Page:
I am a member of a research group we formed at CLASS to look at and measure issues that people with disabilities experience. Recently we have decided to explore the notion of stigma and are in the process of developing a proposal we plan to submit to National Institute of Health (NIH).
As we explore the literature around stigma in preparation for our proposal, it has gotten me to think more about this phenomena in general terms. The dictionary defines stigma as a mark of disgrace associated with a particular circumstance, quality, or person. In all my years as a disability advocate, we know that disabilities, be they congenital or acquired, can create a sense of stigma for people. Quite simply, when a person experiences a disability they can feel devalued, stared at, or avoided by other people. The phenomena of stigma and disability is real.
When digging a little deeper, we learn that there are 2 types of stigma - one is "Internalized Stigma," when the person with the devalued experience comes to feel or believe that they are different. The other is called "Enacted Stigma" when the negative attitudes are expressed by the public. Of course these 2 types of stigma are co-related, but it is the enacted stigma that has really gotten my attention. Certainly people can feel awkward or different with the difference they are experiencing, but it is not until people in the general community begin to avoid, look down on, or disregard the different person, that the cycle of stigma gets deepened.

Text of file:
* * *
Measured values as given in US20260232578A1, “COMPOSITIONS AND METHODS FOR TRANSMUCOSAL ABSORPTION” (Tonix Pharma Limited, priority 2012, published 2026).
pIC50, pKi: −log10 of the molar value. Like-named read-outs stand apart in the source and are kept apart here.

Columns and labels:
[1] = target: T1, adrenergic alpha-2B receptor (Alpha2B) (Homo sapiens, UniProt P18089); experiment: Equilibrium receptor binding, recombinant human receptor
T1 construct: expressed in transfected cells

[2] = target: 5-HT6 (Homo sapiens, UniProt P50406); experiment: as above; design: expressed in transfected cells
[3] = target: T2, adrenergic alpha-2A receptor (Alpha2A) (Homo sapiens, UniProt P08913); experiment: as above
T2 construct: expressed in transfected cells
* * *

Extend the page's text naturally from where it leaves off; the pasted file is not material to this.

To this end, I hope you can open your own eyes to stigma. All of us are guilty of coping a perspective, or holding on to a stereotype that can create the enacted form of stigma in everyday life experiences. This then suggests that the only way we can end stigma, is to have everyday people come to grips with their biases, and bigotry and think again. When we focus on ending enacted stigma, the internalized elements will be lessened.
Stigma is a real problem not only for people with disabilities but for any difference in our society that might be looked down upon. Still, we need to address ways and means to create a better culture; one that respects all people and treats them accordingly. Only then will we start putting an end to the ugly elements of stigma.